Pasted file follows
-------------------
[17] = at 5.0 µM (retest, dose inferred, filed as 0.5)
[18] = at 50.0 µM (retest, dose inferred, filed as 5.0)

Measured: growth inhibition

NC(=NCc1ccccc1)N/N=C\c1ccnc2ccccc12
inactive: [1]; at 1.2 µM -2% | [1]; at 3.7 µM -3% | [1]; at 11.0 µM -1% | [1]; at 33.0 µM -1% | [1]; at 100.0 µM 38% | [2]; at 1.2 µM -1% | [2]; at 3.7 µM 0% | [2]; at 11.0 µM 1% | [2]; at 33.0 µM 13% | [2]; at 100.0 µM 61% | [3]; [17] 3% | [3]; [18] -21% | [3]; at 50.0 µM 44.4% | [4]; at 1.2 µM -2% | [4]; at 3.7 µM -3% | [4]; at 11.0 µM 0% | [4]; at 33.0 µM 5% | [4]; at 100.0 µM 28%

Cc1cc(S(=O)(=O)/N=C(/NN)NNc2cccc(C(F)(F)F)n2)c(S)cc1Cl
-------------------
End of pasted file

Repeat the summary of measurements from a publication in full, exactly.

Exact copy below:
[17] = at 5.0 µM (retest, dose inferred, filed as 0.5)
[18] = at 50.0 µM (retest, dose inferred, filed as 5.0)

Measured: growth inhibition

NC(=NCc1ccccc1)N/N=C\c1ccnc2ccccc12
inactive: [1]; at 1.2 µM -2% | [1]; at 3.7 µM -3% | [1]; at 11.0 µM -1% | [1]; at 33.0 µM -1% | [1]; at 100.0 µM 38% | [2]; at 1.2 µM -1% | [2]; at 3.7 µM 0% | [2]; at 11.0 µM 1% | [2]; at 33.0 µM 13% | [2]; at 100.0 µM 61% | [3]; [17] 3% | [3]; [18] -21% | [3]; at 50.0 µM 44.4% | [4]; at 1.2 µM -2% | [4]; at 3.7 µM -3% | [4]; at 11.0 µM 0% | [4]; at 33.0 µM 5% | [4]; at 100.0 µM 28%

Cc1cc(S(=O)(=O)/N=C(/NN)NNc2cccc(C(F)(F)F)n2)c(S)cc1Cl